Siphoning some of the $5 billion industry yoga industry toward good.
I attended a workshop Friday entitled Becoming a leader: yogis for interpersonal and global change at the Wanderlust Festival in Vermont. The workshop was led by Offthe Mat Into World (OTM) leaders; Seane Corn, Suzanne Sterling and Kerry Kelly. Seane began the class by inviting us to gather near the main stage. The leaders explained that the mission of Off the Mat is to aid yogis in applying the strength, flexibility and perseverance that they learn on the yoga mat into the world of social service and social action. “This is a $5 billion industry,” Seane explained “There are 20 million people in the U.S. that are practicing yoga. It is a community that is educated, that pay their taxes and that vote. I’ve always dreamed what would happen if we could align ourselves to focus on one issue over another and really rally our resources”.
Inviting social ailments onto the yoga mat
After the introduction, we returned to our mats and Seane instructed us to lay on our backs with our eyes closed in Supta Baddha Konasana. She guided us into an open state and invited us to consider the social ailment that touches us most deeply. Tears flowed from my eyes as I recalled street kids, who cracked my heart open 11 years ago working at a summer camp. I hadn’t thought about that experience for some time.
After Seane led some vinyasa flow interspersed with words connecting our asanas to social activism, Suzanne took over with another guided meditation accompanied by drum beat. She brought us through the darkest aspects of the human experience, including poverty and natural disaster, to our deepest inspirations and hope. She invited us to reflect on three things -something that challenges us, something that make us hopeful, and a value that we deeply stand for – and then get together in groups of four to share our responses.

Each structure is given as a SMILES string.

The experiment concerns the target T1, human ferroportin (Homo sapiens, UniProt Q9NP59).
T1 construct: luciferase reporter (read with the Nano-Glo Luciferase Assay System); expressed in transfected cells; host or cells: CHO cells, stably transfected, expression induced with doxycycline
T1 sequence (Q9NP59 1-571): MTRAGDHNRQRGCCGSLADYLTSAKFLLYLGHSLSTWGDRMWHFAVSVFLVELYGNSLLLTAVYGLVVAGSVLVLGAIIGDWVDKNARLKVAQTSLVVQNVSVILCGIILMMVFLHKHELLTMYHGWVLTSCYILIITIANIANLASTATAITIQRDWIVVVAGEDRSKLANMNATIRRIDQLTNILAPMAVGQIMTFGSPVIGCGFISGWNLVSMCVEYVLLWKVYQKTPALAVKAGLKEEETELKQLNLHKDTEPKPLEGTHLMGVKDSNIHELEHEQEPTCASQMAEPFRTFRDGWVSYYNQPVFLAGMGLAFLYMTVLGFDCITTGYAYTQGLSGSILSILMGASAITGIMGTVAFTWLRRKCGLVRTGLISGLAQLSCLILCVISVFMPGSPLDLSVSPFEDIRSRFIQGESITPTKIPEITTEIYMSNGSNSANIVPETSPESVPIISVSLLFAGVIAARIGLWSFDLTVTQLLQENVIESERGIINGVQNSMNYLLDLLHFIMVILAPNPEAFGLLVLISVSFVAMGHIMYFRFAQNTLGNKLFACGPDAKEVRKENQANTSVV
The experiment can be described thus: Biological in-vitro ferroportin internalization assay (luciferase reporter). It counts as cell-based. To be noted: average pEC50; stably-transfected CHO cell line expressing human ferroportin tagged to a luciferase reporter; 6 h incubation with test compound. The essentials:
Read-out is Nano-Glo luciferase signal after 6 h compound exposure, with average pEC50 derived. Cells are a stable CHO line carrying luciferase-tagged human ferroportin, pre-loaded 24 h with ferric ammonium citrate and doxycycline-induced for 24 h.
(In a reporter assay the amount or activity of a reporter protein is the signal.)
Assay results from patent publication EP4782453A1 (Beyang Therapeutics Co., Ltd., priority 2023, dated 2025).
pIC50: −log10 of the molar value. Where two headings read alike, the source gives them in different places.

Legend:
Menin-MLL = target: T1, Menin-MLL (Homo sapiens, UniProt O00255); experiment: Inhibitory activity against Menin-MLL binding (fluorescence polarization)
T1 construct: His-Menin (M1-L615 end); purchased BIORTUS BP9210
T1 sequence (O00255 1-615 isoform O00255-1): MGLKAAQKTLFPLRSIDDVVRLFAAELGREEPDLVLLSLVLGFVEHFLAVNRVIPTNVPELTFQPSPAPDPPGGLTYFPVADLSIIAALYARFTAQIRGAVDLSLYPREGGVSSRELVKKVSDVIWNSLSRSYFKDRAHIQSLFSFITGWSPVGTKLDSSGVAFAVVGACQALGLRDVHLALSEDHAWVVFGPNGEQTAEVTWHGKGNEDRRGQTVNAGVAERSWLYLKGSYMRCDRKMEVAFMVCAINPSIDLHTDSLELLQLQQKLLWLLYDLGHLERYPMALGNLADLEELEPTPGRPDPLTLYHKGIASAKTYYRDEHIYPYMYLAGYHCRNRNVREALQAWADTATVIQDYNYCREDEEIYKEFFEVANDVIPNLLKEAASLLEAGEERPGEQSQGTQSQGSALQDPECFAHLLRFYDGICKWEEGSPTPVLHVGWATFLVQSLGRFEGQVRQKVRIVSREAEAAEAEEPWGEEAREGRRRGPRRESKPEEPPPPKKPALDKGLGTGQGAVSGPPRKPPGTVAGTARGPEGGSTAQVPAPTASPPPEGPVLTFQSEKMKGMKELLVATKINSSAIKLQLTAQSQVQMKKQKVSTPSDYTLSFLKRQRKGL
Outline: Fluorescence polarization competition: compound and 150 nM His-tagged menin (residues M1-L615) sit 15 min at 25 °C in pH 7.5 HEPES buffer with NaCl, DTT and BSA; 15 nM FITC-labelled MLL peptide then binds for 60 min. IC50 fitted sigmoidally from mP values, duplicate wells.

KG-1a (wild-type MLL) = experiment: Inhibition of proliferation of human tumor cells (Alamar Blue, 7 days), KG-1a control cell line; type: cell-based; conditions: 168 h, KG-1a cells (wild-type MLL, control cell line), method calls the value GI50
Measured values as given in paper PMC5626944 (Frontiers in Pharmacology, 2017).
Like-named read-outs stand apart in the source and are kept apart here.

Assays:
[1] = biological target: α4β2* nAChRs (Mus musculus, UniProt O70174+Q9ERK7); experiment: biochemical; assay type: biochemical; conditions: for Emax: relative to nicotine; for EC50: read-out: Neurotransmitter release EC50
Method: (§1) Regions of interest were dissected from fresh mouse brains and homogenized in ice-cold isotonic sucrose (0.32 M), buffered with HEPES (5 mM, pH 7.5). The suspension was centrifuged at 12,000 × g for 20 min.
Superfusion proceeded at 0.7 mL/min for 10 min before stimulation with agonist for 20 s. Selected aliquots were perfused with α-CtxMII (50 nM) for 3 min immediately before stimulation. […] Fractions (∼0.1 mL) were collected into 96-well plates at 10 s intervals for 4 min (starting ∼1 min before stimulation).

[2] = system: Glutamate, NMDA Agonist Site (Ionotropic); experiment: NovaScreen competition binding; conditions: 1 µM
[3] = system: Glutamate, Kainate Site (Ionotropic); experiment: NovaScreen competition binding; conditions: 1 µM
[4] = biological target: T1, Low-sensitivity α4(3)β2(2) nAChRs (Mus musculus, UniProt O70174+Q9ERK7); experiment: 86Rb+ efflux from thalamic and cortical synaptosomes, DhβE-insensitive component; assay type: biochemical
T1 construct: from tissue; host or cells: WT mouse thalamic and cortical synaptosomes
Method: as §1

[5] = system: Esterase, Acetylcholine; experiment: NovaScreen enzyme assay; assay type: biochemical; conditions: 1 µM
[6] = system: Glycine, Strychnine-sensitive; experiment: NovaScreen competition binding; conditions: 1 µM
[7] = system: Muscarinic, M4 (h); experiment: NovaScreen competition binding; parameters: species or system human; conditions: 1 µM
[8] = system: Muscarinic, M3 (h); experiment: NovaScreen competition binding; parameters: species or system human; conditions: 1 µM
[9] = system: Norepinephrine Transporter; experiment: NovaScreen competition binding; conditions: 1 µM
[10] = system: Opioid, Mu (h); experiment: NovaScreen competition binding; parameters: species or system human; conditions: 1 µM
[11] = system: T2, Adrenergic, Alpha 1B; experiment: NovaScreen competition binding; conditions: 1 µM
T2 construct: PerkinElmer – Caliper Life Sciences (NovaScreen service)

I didn’t sign up for this
As I opened my eyes to three middle-aged women, I was transported back to Byron Katie’s School of the Work, which I attended in Los Angeles two years ago. Katie, a woman who at first seemed to me like a sappy self-help counselor for soccer moms, proved to guide the most powerful and badass experience I have had to date, of overcoming limiting thoughts and facing reality. In the OTM workshop, I was reminded of the powerful experience I had balling my eyes out in LA with sensitive and expressive workshop partners that were mostly my mother’s age and gender.
As we began to share at the OTM workshop, one woman initiated, lamenting: “My biggest challenge was staying in the room. I’ve been assisting all morning. All I wanted was a good vinyasa flow.” “I don’t like being preached at,” a second woman chimed in, “I don’t like all this talk of world hunger. I like to make my offering to the world from a place of abundance, not deficit.” The third woman didn’t feel like sharing.
I was entertained by the fact that my partners didn’t conform to my expectations. I wondered if they had read the class description, which promised a workshop “meant to identify our obstructions, define purpose and begin the process of seeing ourselves as leaders within our own world; a role necessary in our ever-evolving and growing culture of change.” I wondered whether they had heard of Seane from her successful yoga videos, but were unfamiliar with her activism work with Off the Matt.
When I interviewed Seane before the festival, she expressed feeling a responsibility to use her role as a yoga celebrity to promote service. Stay tuned for reports of how, over the course of the weekend, I encountered yogis who received OTM’s call the action as enthusiastically as I did. Indeed, Wanderlust’s partnership with OTM seemed like a primary method through which the festival channeled some of its energy towards having a broader positive impact that extends beyond the festival.
(picture from Wanderlust blog)